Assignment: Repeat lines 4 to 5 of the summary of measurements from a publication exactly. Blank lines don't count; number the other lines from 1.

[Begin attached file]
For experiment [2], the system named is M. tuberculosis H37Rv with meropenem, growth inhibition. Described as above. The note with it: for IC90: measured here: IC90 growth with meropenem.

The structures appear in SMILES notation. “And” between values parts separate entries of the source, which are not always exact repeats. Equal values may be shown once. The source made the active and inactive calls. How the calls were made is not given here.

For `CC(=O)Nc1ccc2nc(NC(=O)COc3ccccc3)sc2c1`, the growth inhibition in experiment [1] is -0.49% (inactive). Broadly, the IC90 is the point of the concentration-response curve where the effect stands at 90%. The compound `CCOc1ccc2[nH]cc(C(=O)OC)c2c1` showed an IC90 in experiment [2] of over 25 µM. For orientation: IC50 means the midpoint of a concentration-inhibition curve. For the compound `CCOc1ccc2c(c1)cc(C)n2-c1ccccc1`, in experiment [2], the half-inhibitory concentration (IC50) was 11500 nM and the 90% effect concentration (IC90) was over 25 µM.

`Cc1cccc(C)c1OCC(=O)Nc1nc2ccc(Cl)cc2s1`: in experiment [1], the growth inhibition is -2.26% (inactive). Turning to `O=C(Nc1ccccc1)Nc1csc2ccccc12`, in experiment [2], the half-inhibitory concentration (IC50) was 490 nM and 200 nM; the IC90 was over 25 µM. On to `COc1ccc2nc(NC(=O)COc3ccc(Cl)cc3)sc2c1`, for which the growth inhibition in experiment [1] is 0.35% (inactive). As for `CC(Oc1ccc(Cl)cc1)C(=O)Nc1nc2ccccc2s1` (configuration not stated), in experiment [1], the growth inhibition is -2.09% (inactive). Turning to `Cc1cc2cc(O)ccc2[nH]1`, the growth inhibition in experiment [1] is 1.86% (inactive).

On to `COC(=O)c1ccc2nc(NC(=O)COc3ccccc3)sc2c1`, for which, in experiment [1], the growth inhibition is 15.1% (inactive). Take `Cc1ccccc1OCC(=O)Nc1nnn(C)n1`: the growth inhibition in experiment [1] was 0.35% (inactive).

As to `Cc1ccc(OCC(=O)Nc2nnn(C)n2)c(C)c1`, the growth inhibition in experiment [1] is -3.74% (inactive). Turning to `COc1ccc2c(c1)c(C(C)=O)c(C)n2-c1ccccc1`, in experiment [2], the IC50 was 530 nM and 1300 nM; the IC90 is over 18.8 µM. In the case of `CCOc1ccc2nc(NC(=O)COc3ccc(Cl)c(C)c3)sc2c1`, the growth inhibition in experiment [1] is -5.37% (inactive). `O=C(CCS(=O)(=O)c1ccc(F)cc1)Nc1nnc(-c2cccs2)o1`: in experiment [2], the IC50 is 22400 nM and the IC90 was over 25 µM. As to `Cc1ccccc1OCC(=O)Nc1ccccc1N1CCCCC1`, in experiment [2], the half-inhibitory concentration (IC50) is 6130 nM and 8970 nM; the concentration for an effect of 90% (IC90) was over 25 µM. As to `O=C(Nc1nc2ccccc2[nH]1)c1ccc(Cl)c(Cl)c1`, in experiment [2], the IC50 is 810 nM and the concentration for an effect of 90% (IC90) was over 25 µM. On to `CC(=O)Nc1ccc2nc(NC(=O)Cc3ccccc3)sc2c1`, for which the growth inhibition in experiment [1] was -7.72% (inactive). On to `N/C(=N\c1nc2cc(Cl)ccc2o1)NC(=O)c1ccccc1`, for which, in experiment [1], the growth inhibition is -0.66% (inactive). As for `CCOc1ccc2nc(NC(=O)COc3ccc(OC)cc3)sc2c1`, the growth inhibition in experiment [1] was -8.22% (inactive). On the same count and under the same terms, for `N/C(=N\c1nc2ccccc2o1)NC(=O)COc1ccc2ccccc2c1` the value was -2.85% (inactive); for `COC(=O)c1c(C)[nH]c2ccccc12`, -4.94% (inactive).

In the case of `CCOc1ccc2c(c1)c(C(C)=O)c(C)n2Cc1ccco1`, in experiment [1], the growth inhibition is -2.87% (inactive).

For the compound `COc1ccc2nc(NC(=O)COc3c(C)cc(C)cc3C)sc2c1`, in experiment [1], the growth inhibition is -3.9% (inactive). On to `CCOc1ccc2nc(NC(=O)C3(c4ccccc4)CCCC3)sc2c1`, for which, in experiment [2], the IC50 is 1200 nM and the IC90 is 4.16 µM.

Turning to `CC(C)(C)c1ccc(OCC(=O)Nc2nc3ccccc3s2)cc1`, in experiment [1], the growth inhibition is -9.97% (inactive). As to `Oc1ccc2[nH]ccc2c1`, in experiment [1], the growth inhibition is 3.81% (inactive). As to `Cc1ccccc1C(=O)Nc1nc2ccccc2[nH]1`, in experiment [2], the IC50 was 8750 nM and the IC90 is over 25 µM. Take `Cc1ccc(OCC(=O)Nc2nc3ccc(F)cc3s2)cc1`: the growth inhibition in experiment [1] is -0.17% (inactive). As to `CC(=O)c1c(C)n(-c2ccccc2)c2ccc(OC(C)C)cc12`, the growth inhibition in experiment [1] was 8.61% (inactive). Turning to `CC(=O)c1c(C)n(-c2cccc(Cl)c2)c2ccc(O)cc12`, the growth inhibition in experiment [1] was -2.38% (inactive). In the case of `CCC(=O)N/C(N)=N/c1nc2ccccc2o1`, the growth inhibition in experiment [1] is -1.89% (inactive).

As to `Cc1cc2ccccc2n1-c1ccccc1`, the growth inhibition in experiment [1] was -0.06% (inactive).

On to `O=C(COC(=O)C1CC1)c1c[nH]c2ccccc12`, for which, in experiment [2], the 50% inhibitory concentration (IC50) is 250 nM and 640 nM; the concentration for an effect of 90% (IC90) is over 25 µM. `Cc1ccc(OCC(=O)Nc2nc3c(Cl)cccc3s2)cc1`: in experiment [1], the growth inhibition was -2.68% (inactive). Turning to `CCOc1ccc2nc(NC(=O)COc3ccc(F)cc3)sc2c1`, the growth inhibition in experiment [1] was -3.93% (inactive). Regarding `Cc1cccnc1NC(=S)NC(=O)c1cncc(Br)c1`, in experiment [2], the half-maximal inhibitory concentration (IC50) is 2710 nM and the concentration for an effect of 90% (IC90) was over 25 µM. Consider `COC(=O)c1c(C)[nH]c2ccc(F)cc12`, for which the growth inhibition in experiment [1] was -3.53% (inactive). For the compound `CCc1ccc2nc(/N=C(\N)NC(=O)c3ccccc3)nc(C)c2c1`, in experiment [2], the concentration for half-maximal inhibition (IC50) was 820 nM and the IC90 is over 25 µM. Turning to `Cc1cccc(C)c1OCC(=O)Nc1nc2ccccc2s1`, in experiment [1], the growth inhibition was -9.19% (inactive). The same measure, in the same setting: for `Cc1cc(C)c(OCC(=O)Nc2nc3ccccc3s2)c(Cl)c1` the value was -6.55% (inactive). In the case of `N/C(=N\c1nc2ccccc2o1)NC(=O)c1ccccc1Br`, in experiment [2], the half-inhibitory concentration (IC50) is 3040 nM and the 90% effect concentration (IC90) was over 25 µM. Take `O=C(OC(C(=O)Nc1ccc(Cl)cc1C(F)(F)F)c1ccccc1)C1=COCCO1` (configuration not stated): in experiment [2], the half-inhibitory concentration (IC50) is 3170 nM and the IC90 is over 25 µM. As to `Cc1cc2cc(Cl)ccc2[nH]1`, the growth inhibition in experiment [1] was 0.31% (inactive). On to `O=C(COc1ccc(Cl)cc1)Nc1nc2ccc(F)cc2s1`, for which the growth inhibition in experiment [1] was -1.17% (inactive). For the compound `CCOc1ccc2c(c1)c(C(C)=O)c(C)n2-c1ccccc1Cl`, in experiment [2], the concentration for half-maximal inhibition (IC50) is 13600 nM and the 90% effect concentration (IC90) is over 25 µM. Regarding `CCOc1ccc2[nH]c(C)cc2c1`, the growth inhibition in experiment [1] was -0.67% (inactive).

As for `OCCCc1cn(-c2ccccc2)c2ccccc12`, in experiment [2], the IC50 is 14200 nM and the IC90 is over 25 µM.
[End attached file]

`Cc1cccc(C)c1OCC(=O)Nc1nc2ccc(Cl)cc2s1`: in experiment [1], the growth inhibition is -2.26% (inactive). Turning to `O=C(Nc1ccccc1)Nc1csc2ccccc12`, in experiment [2], the half-inhibitory concentration (IC50) was 490 nM and 200 nM; the IC90 was over 25 µM. On to `COc1ccc2nc(NC(=O)COc3ccc(Cl)cc3)sc2c1`, for which the growth inhibition in experiment [1] is 0.35% (inactive). As for `CC(Oc1ccc(Cl)cc1)C(=O)Nc1nc2ccccc2s1` (configuration not stated), in experiment [1], the growth inhibition is -2.09% (inactive). Turning to `Cc1cc2cc(O)ccc2[nH]1`, the growth inhibition in experiment [1] is 1.86% (inactive).

On to `COC(=O)c1ccc2nc(NC(=O)COc3ccccc3)sc2c1`, for which, in experiment [1], the growth inhibition is 15.1% (inactive). Take `Cc1ccccc1OCC(=O)Nc1nnn(C)n1`: the growth inhibition in experiment [1] was 0.35% (inactive).